Australia has been left behind as countries and businesses accelerate action on climate change after the historic global agreement one year ago, a new Climate Council report has revealed.
The report, Towards Morocco: Tracking Global Climate Progress since Paris provides a detailed snapshot of global action on climate change in the last 12 months.
World leaders will meet in Marrakesh next week for the first time since the landmark Paris agreement was signed.
Eighty-five countries have ratified the agreement, including 10 of the largest polluters including the US and China. As these countries cover more than 55% of global emissions, the agreement will come into force on November 4, shortly before the talks begin in Morocco.
Australia will be under pressure in Marrakesh other countries having already expressed strong doubts over Australia’s ability to meet its Paris commitments without serious changes in national policy.
The report also questions Australia’s capacity to meet the 2030 emission reduction target given it relies on a number of measures, including fuel emissions standards and energy productivity projects, which have yet to be implemented.
The report finds:
- Major deals have been struck in 2016 to limit a number of industries and pollutants not covered by the Paris agreement, including aviation and hydrofluorocarbon.
- A number of major deals between countries have been struck in 2016 to limit emissions and work together to advance renewable energy.
- The year since Paris has marked some of the most severe impacts of climate change to date, including widespread coral bleaching, deadly heatwaves reaching 50°C in the Middle East and India and eight 1-in-500-years rainfall events in one year in the USA.
- Renewable energy continues to go from strength to strength with record investment and installations of new power capacity. The costs for wind and solar power are continuing to fall and the number of countries with renewable energy targets has reached an all-time high of 173.
Professor Tim Flannery said the questions posed by other countries made clear the world was yet to be convinced that Australia would play its part in helping to tackle climate change.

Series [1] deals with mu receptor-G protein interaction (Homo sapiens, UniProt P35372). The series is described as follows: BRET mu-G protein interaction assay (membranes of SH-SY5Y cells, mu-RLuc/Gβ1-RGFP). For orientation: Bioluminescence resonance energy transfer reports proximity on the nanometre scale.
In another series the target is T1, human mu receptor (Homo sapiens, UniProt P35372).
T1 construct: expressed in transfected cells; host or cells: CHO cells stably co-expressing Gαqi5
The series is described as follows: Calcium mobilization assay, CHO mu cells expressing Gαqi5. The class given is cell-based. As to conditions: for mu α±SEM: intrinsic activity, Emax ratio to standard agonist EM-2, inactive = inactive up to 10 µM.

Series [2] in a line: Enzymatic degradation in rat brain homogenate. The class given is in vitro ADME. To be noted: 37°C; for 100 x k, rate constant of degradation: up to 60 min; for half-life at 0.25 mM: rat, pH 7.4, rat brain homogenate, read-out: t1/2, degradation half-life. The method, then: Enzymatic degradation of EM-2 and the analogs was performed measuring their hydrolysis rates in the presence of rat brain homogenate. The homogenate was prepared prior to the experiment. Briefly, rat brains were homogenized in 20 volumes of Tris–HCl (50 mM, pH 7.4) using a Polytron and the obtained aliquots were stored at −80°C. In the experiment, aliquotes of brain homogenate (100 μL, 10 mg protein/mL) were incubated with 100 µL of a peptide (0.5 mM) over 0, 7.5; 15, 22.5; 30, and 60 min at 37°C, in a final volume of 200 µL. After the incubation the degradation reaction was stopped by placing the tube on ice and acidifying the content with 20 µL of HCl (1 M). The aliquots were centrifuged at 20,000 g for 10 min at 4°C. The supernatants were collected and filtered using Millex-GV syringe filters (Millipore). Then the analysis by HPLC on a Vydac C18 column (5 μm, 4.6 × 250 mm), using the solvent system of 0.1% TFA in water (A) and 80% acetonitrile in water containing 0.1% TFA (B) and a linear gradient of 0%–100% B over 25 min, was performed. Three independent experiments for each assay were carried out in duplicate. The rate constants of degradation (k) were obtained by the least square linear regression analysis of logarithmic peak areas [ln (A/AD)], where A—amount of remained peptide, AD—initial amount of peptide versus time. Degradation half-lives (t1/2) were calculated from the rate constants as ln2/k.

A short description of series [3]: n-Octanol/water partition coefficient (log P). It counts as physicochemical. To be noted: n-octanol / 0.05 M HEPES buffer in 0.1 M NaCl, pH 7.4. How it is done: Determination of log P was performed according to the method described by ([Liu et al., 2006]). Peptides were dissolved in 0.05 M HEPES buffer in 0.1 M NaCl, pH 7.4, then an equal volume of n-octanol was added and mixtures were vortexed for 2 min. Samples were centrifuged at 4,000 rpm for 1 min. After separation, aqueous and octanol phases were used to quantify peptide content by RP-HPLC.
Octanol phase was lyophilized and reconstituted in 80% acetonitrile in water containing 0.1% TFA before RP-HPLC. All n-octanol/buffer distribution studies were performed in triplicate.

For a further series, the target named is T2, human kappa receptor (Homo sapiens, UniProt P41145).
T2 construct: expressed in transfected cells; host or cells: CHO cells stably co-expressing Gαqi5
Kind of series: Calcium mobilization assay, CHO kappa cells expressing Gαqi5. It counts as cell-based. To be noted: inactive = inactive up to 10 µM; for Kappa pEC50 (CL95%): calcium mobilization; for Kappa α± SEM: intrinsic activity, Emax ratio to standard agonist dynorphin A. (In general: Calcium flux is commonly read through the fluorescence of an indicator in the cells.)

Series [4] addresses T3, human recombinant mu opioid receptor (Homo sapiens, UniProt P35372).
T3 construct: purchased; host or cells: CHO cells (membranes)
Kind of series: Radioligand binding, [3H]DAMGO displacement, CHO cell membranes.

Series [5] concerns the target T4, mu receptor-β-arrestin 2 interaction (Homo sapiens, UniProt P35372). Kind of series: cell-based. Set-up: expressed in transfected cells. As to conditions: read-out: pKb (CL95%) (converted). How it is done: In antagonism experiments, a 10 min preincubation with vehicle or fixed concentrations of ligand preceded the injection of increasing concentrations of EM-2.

“The spotlight will be firmly on Australia in Marrakesh and not for positive reasons,” he said.
“Despite the fact that ten of the top twenty polluters have ratified the agreement, Australia is not amongst them.
“Our emissions are continuing to rise even as our most recognised natural asset, the Great Barrier Reef, was badly damaged this year by the worst coral bleaching event in history.
“And as the questions posed by countries such as the US, China and NZ demonstrate, there is serious doubt about our commitment to meet our already weak targets under current policies.”
Climate Council CEO Amanda McKenzie said the progress made globally stood in stark contrast to the lack of action at home.
“Australia has taken no new concrete steps, legislative or otherwise, since Paris to pursue the goals of reducing our emissions or increasing renewable energy,” she said.
“Countries like the US have taken major steps forward as President Obama and Secretary Clinton have made clear that clean energy is a big part of America’s future economy and jobs.”
Professor Will Steffen said Australia needed a plan to transition rapidly away from coal towards renewable energy.
“For Australia to play a meaningful role in the global effort to tackle climate change and to protect Australians from worsening extreme weather events, we have to act. Our current policies just won’t do,” he said.
“Our ageing, inefficient coal-fired power stations are continuing to pollute and without decisive action from the government, they will not be replaced with modern, efficient and clean renewables fast enough.
“The upcoming 2017 review provides the opportunity to take stock and admit the obvious: that what we are doing is not working.
“The ratification of the Paris agreement is further proof of the world’s commitment to tackling climate change.
“Australia must cut its greenhouse gas emissions much more deeply and rapidly to contribute its fair share in meeting the climate change challenge.”
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Download the report here.